William Hogarth, The Fourth Stage of Cruelty,  1751, red chalk, Morgan Library & Museum,  purchased by Pierpont Morgan. 

As we continue clockwise around the room, Hogarth introduces us to the fictional Tom Nero. Appropriately named after the ruthless Roman emperor, Nero—in the series The Stages of Cruelty (1750-51)—typifies a four-part development of the immoral Londoner. In The First Stage of Cruelty, he sodomizes a dog with a wooden stick. Nero moves onto larger prey in The Second Stage of Cruelty, in which he beats a horse. These scenes are definitely a sign of burgeoning criminal behavior, but are they the end of the world? Hardly. But, after Nero kills a woman in The Third Stage of Cruelty, we are not only convinced of his immorality, but we also grow keenly aware of the moral (and religious) deterioration that surrounds him. For example, The Fourth Stage of Cruelty depicts a startling reversal of religion: just as with the “anti-Madonna” in Gin Lane, we now see a reverse transubstantiation, as clergymen dissect Tom Nero—pulling out his heart and intestines and steaming his bones. (The previously sodomized dog licks Nero’s heart in blistering revenge.) The Reverend James Townley cheerily describes the scene in an epigraph at the bottom of the picture: 

Torn from the Root, that nicked Tongue,
Which daily snore and curst!
Those Eyeballs, from their Sockets hung,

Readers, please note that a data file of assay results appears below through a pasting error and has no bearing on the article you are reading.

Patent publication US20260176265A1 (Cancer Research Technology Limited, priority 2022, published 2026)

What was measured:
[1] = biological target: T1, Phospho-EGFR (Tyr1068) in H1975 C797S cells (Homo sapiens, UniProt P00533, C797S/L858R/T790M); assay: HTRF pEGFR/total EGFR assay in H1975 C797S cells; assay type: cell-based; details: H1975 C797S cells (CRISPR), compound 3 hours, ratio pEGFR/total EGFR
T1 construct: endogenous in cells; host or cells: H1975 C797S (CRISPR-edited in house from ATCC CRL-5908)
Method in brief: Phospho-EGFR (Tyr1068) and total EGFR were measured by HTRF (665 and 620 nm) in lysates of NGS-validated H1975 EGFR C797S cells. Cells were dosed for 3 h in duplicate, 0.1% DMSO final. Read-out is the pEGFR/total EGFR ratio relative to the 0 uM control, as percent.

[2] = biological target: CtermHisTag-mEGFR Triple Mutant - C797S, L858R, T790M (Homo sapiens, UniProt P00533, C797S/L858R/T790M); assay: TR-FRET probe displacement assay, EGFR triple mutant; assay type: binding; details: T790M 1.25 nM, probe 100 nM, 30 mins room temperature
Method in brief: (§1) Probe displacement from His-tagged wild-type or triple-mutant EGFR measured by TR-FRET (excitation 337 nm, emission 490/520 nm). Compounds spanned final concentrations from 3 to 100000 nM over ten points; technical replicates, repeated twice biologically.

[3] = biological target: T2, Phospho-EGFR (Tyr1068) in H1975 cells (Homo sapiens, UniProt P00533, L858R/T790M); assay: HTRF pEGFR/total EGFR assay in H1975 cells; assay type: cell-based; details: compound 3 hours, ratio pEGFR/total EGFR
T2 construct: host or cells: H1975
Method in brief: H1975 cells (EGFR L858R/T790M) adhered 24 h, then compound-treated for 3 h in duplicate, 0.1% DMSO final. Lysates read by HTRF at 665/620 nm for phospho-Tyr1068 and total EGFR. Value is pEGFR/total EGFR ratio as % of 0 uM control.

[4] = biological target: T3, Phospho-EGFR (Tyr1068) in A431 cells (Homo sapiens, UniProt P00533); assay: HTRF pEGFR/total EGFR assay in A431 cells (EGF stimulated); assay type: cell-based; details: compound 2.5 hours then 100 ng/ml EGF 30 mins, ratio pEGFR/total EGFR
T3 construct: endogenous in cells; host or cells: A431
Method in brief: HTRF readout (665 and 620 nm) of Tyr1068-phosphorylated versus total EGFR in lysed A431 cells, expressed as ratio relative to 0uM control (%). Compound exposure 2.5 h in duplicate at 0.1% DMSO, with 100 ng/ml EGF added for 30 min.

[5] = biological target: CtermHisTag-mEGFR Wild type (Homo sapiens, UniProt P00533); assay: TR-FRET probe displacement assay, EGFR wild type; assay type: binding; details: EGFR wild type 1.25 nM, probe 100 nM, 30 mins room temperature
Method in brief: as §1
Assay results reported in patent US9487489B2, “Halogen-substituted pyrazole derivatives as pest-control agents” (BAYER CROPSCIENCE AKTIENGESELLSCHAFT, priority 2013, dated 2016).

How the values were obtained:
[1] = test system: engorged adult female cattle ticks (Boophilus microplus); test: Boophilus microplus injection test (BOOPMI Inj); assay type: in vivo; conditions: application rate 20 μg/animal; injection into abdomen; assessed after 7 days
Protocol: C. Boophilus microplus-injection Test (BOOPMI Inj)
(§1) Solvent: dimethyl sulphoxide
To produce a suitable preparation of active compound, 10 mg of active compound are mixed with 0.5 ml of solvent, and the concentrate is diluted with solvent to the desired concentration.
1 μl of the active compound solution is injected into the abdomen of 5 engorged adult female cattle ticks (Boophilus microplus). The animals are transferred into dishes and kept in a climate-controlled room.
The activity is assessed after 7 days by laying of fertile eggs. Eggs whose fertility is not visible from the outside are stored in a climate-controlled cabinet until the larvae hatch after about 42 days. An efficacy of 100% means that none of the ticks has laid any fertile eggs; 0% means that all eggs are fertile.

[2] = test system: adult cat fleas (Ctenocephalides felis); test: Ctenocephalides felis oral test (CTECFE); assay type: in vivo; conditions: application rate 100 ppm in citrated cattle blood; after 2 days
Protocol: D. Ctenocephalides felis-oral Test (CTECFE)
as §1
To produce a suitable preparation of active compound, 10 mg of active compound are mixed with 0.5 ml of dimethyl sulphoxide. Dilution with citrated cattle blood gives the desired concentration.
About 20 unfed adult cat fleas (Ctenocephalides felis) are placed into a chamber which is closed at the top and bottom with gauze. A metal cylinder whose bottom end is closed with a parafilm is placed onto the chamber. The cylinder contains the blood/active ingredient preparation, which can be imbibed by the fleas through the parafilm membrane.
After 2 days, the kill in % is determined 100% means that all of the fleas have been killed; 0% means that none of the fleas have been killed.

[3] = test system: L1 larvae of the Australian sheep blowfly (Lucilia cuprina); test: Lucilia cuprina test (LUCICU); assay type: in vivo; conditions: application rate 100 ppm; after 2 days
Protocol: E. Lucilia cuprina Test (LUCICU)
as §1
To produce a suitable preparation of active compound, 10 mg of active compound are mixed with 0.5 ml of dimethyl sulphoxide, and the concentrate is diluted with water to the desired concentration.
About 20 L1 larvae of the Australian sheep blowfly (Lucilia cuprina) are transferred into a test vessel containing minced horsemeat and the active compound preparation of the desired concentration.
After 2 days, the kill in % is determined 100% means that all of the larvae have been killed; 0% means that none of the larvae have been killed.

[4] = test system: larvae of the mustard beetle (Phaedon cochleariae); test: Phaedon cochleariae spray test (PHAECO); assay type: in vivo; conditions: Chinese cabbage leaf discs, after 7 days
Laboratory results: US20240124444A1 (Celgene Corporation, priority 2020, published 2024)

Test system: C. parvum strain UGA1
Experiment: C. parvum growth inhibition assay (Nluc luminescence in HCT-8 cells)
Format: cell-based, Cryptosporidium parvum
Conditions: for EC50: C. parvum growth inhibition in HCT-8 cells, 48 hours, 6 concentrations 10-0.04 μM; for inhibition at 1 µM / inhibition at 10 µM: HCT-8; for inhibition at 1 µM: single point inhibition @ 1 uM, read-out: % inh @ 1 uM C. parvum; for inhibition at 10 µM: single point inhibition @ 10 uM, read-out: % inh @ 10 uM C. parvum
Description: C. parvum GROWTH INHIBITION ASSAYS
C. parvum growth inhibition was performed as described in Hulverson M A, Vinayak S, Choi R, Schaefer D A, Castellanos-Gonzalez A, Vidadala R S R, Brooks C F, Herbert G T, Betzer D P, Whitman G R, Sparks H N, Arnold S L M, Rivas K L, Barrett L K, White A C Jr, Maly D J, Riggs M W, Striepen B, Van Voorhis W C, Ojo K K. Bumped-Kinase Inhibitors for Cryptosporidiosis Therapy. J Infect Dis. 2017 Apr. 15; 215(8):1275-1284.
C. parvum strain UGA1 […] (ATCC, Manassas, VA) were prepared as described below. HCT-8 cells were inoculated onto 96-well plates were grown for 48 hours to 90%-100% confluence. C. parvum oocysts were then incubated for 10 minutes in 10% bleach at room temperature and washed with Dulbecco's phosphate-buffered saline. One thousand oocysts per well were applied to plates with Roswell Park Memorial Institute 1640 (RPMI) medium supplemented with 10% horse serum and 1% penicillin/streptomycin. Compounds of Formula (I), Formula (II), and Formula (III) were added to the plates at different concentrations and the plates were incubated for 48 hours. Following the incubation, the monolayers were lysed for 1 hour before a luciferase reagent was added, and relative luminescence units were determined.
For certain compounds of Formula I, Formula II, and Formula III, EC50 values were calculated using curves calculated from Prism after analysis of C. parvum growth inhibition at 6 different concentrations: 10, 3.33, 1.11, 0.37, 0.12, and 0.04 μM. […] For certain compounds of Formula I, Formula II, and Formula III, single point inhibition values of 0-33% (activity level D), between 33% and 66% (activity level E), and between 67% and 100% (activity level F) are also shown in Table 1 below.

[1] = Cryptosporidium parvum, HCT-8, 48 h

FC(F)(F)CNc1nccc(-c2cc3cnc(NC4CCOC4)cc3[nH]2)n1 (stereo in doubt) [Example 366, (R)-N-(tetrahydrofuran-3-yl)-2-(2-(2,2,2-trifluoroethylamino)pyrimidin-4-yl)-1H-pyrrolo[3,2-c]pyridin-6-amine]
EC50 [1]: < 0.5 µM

That glori’d with lawless lust! 

In fact, this anti-ecclesiastical scene is not an isolated instance in Hogarth’s Stages of Cruelty. The Third Stage places both a crime scene and a congregation of pitchfork-wielding, devilish-looking men within a church courtyard. Hogarth, a critic of the religious establishment, most likely believed that the moral destruction of Londoners was at least in part due to a church he viewed as corrupt and delusory. 

Analyzing the people on the fringe can provide for the most incisive criticism of the society within; Hogarth, for one, embraced this perspective. By observing Tom Nero, a monster who, according to the scholar James Steintrager, neither belongs in our “value system” nor “shares the same affective structure as [true] human beings,” we can more clearly define our own moral code. In the end, Hogarth provides the viewer with an option: he can either abide by our system of values or exile himself beyond the walls of society. 

Hogarth eventually galvanized enough support to get the 1751 Gin Act instated. But did he ever fix the underlying problem—the moral decline of London—that he believed to be the cause of the “Gin Craze”? Hogarth didn’t seem to think so himself: six months before his death, he sketched the bleak Bathos (1764), which features a crumpled Father Time smoking his last pipe with a broken palette resting before him. Hogarth had reason to be upset: as a satirist and cartoonist, he was overshadowed by more traditional artists and didn’t get the serious attention he believed he deserved.  

Those interested in learning more should attend the lecture by Meredith Gamer, an Assistant Professor of Art History at Columbia University, who will discuss The Four Stages of Cruelty in more detail. It takes place on September 12, 6:30 p.m. Tickets are fifteen dollars.